What is VAERS?

The Vaccine Adverse Event Reporting System (VAERS) is the nation's early warning system that monitors the safety of vaccines after they are authorized or licensed for use by the U.S. Food and Drug Administration (FDA). VAERS is part of the larger vaccine safety system in the United States that helps ensure that vaccines are safe. The system is co-managed by the Centers for Disease Control (CDC) and FDA.

VAERS accepts and analyzes reports of possible health problems - also called "adverse events" - after vaccination. As an early warning system, VAERS cannot prove that a vaccine caused a problem. Specifically, a report to VAERS does not mean that a vaccine caused an adverse event. But VAERS can give the CDC and FDA important information. If it looks as though a vaccine might be causing a problem, FDA and CDC will investigate further and take action if needed. Anyone can submit a report to VAERS - healthcare professionals, vaccine manufacturers, and the general public. VAERS welcomes all reports, regardless of seriousness, and regardless of how likely the vaccine may have been to have caused the adverse event.

Healthcare providers are required to report serious adverse events into the VAERs system regardless of whether the reporter thinks the vaccine caused the adverse event. See more information about provider reports.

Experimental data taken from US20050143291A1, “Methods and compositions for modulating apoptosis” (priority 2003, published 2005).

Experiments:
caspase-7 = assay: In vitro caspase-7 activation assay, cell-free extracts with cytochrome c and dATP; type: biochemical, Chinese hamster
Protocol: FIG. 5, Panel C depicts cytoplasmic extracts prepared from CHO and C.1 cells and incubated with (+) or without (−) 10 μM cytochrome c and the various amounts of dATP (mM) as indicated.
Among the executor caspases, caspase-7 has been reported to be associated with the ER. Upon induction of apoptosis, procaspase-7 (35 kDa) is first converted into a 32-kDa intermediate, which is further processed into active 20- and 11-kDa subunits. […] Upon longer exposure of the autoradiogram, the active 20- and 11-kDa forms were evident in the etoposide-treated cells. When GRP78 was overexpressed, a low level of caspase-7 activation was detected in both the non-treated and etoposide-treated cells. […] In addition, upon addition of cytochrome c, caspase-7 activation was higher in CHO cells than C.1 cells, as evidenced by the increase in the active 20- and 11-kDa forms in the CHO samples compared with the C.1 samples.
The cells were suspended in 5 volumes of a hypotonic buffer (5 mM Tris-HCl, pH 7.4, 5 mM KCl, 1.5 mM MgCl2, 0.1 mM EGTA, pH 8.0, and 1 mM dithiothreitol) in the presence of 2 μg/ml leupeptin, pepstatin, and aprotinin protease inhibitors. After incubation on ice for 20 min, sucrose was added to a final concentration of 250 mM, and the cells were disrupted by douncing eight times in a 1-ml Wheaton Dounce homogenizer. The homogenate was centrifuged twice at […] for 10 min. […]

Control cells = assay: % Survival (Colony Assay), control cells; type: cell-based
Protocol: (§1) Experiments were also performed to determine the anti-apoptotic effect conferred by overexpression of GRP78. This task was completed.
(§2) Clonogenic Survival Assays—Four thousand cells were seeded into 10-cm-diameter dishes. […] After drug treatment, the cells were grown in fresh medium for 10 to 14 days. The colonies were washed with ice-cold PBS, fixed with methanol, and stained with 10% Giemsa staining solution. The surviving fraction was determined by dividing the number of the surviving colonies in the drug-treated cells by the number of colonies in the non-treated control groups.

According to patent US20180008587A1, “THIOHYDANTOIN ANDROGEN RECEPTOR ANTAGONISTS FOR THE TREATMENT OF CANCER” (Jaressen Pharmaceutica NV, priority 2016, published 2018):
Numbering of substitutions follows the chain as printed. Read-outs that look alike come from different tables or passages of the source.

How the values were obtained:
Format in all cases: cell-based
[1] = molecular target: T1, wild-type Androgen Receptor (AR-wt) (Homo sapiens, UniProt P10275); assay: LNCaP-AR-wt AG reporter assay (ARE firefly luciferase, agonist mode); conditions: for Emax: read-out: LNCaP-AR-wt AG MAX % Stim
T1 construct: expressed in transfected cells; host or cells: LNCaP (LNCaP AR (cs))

Data from VAERS reports are intended to be used by trained experts to detect an unusual number of negative health outcomes in those who recently received a vaccine. These data are not intended to be used for the purpose of weighing the risks and benefits of getting vaccinated.

See more information about what VAERS is.

Report into the VAERS database.

To look at VAERS data, you can follow these instructions (PDF). Please note this database contains information on unverified reports of adverse events. While very important in monitoring vaccine safety, VAERS reports alone cannot be used to determine if a vaccine caused or contributed to an adverse event or illness. The reports may contain information that is incomplete, inaccurate, coincidental, or unverifiable. Most reports to VAERS are voluntary, which means they are subject to biases. This creates specific limitations on how the data can be used scientifically. Data from VAERS reports should always be interpreted with these limitations in mind.